Last Friday's US employment data well and truly torpedoed the dollar. Investors had been looking for nonfarm payrolls to have risen by 160k in May, a number which would have supported expectations of an interest rate increase this month or next. In fact, including downward revisions to previous months, payrolls were down by a net 21k. The figure killed any idea of a June rate hike and knocked a cent off the value of the dollar.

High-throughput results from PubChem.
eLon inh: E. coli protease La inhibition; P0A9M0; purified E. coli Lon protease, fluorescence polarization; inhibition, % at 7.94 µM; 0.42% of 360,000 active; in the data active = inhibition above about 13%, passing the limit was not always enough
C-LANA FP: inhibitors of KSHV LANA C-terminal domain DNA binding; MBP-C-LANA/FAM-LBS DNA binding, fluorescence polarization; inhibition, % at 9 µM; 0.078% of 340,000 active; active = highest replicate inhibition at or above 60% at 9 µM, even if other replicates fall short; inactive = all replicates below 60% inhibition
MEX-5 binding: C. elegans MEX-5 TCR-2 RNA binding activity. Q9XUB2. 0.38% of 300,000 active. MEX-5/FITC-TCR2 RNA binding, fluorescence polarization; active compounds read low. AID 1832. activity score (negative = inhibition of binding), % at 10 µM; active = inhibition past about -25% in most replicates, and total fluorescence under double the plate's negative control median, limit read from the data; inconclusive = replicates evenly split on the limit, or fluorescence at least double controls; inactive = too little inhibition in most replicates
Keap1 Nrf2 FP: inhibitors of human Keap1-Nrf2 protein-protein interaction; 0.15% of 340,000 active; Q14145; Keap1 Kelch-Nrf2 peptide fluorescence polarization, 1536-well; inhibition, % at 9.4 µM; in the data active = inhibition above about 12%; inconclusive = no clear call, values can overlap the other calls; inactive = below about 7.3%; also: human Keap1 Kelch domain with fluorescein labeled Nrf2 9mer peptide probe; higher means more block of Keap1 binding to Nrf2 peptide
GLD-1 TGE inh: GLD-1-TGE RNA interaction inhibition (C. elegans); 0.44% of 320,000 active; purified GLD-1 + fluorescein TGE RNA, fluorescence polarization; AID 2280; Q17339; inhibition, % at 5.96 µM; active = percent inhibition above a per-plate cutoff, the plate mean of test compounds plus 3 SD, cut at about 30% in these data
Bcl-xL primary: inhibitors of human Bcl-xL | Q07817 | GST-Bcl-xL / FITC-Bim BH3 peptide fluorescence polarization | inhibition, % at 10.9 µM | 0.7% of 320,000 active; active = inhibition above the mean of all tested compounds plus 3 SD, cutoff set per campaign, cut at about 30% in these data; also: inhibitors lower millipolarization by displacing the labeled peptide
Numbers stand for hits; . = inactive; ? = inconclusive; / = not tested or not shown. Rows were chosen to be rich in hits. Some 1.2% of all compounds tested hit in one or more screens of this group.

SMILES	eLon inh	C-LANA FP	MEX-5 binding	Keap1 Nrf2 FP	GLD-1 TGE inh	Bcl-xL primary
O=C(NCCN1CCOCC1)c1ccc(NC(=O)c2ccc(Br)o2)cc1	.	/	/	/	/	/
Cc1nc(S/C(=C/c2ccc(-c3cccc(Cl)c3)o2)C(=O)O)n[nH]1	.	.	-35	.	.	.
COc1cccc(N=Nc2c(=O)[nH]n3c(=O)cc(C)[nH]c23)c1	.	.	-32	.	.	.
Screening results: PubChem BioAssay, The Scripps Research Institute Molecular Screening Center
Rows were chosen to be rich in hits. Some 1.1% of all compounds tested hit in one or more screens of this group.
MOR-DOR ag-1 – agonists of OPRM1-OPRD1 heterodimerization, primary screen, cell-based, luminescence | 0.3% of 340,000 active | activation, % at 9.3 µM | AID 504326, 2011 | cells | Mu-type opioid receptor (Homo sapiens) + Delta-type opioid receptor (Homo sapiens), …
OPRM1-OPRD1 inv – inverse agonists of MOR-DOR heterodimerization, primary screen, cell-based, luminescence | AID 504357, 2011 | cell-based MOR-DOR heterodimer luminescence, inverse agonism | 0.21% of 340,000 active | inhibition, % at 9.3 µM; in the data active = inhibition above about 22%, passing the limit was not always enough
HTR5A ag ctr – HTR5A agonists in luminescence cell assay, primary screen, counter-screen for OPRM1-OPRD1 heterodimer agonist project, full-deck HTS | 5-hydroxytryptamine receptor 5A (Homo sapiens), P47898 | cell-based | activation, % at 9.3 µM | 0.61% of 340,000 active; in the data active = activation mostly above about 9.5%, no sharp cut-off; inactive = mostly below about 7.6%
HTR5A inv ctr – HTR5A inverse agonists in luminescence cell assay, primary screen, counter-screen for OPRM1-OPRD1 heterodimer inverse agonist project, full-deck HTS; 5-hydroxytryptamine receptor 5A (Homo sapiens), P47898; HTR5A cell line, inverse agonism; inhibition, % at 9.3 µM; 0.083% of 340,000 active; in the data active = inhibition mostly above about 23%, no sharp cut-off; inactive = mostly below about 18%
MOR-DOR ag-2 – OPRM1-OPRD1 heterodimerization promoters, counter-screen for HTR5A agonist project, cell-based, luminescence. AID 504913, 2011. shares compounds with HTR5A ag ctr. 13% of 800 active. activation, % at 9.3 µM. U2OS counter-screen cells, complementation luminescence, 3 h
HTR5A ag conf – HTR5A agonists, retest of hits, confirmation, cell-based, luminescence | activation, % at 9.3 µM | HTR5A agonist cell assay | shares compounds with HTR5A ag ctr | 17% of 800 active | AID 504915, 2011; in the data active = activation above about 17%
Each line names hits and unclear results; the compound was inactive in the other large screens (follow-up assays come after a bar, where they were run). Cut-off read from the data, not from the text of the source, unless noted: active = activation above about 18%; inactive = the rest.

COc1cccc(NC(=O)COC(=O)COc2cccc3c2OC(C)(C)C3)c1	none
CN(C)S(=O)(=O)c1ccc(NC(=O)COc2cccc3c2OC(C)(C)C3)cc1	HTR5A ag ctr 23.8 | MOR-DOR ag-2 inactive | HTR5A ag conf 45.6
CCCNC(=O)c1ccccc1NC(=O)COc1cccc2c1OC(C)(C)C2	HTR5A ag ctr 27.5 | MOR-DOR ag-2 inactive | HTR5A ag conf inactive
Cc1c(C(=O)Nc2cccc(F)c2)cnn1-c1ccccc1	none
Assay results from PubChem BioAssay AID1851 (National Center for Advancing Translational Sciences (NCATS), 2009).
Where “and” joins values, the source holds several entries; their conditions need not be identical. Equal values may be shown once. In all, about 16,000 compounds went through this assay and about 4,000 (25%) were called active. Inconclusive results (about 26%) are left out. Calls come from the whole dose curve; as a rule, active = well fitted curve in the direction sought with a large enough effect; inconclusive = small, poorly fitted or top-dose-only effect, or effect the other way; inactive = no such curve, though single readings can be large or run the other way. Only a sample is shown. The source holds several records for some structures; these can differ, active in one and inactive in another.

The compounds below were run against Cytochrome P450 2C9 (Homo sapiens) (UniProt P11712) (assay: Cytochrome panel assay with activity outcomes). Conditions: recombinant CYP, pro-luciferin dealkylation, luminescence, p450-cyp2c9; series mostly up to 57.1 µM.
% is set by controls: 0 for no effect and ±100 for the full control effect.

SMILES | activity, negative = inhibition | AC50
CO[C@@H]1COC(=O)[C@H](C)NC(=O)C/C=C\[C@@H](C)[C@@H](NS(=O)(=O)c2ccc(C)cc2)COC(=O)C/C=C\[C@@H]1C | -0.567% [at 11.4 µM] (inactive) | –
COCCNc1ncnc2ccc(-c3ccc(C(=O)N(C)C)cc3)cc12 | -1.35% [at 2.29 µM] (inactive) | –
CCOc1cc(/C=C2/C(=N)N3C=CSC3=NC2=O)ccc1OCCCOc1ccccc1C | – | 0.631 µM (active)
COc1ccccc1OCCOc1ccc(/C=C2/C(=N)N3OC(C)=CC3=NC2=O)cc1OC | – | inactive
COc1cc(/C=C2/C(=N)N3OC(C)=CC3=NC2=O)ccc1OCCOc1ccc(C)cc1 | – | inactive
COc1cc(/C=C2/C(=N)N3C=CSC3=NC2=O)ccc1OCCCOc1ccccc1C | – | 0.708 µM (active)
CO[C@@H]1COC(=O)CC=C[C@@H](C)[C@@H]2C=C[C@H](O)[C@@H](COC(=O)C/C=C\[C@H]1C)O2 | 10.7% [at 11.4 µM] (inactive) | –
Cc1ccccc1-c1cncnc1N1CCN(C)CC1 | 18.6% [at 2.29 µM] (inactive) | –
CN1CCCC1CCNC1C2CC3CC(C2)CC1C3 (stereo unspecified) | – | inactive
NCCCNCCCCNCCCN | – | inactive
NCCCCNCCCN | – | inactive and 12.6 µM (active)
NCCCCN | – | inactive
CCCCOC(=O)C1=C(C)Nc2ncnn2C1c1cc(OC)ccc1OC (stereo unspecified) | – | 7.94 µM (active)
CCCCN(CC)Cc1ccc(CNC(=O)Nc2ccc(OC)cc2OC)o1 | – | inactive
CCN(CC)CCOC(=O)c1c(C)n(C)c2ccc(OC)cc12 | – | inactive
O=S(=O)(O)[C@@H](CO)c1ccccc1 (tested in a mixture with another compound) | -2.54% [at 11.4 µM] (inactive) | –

The UK economic data were surprisingly decent. According to the purchasing managers' index Britain's services sector was more buoyant than expected in May while manufacturing and industrial production for April exceeded expectations. Yet sentiment towards sterling remained negative because of the upcoming EU referendum. Although the dollar was the week's shakiest major currency, sterling was only a third of a cent ahead and the pound lost one and a quarter euro cents.